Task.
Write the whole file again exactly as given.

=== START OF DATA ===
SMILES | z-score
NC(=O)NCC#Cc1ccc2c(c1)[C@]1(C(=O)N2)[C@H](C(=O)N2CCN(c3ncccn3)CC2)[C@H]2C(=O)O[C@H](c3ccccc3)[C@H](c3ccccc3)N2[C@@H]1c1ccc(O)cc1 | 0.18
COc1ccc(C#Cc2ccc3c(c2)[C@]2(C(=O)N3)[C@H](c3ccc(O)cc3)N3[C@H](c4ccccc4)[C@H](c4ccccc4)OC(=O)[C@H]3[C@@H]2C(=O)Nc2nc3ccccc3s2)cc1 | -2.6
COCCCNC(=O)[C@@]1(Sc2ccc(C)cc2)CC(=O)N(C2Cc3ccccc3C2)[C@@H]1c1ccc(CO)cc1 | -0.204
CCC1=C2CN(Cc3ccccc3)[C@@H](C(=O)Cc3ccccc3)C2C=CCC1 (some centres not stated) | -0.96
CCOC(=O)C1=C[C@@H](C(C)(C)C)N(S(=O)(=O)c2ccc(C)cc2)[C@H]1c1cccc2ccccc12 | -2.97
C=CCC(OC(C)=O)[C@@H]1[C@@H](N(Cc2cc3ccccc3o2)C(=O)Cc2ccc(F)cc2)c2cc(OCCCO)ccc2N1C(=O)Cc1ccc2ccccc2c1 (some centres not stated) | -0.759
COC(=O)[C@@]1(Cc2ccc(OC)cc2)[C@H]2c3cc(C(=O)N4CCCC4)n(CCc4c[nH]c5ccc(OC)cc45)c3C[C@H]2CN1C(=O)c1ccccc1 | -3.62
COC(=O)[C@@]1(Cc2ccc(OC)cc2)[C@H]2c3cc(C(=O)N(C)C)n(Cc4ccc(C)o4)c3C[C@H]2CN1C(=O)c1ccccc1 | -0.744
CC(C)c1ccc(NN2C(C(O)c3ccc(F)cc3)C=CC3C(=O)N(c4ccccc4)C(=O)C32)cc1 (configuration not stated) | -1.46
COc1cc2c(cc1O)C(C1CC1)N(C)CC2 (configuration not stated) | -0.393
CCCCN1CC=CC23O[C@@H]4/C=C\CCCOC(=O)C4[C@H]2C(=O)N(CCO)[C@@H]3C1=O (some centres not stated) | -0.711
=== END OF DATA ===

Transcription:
SMILES | z-score
NC(=O)NCC#Cc1ccc2c(c1)[C@]1(C(=O)N2)[C@H](C(=O)N2CCN(c3ncccn3)CC2)[C@H]2C(=O)O[C@H](c3ccccc3)[C@H](c3ccccc3)N2[C@@H]1c1ccc(O)cc1 | 0.18
COc1ccc(C#Cc2ccc3c(c2)[C@]2(C(=O)N3)[C@H](c3ccc(O)cc3)N3[C@H](c4ccccc4)[C@H](c4ccccc4)OC(=O)[C@H]3[C@@H]2C(=O)Nc2nc3ccccc3s2)cc1 | -2.6
COCCCNC(=O)[C@@]1(Sc2ccc(C)cc2)CC(=O)N(C2Cc3ccccc3C2)[C@@H]1c1ccc(CO)cc1 | -0.204
CCC1=C2CN(Cc3ccccc3)[C@@H](C(=O)Cc3ccccc3)C2C=CCC1 (some centres not stated) | -0.96
CCOC(=O)C1=C[C@@H](C(C)(C)C)N(S(=O)(=O)c2ccc(C)cc2)[C@H]1c1cccc2ccccc12 | -2.97
C=CCC(OC(C)=O)[C@@H]1[C@@H](N(Cc2cc3ccccc3o2)C(=O)Cc2ccc(F)cc2)c2cc(OCCCO)ccc2N1C(=O)Cc1ccc2ccccc2c1 (some centres not stated) | -0.759
COC(=O)[C@@]1(Cc2ccc(OC)cc2)[C@H]2c3cc(C(=O)N4CCCC4)n(CCc4c[nH]c5ccc(OC)cc45)c3C[C@H]2CN1C(=O)c1ccccc1 | -3.62
COC(=O)[C@@]1(Cc2ccc(OC)cc2)[C@H]2c3cc(C(=O)N(C)C)n(Cc4ccc(C)o4)c3C[C@H]2CN1C(=O)c1ccccc1 | -0.744
CC(C)c1ccc(NN2C(C(O)c3ccc(F)cc3)C=CC3C(=O)N(c4ccccc4)C(=O)C32)cc1 (configuration not stated) | -1.46
COc1cc2c(cc1O)C(C1CC1)N(C)CC2 (configuration not stated) | -0.393
CCCCN1CC=CC23O[C@@H]4/C=C\CCCOC(=O)C4[C@H]2C(=O)N(CCO)[C@@H]3C1=O (some centres not stated) | -0.711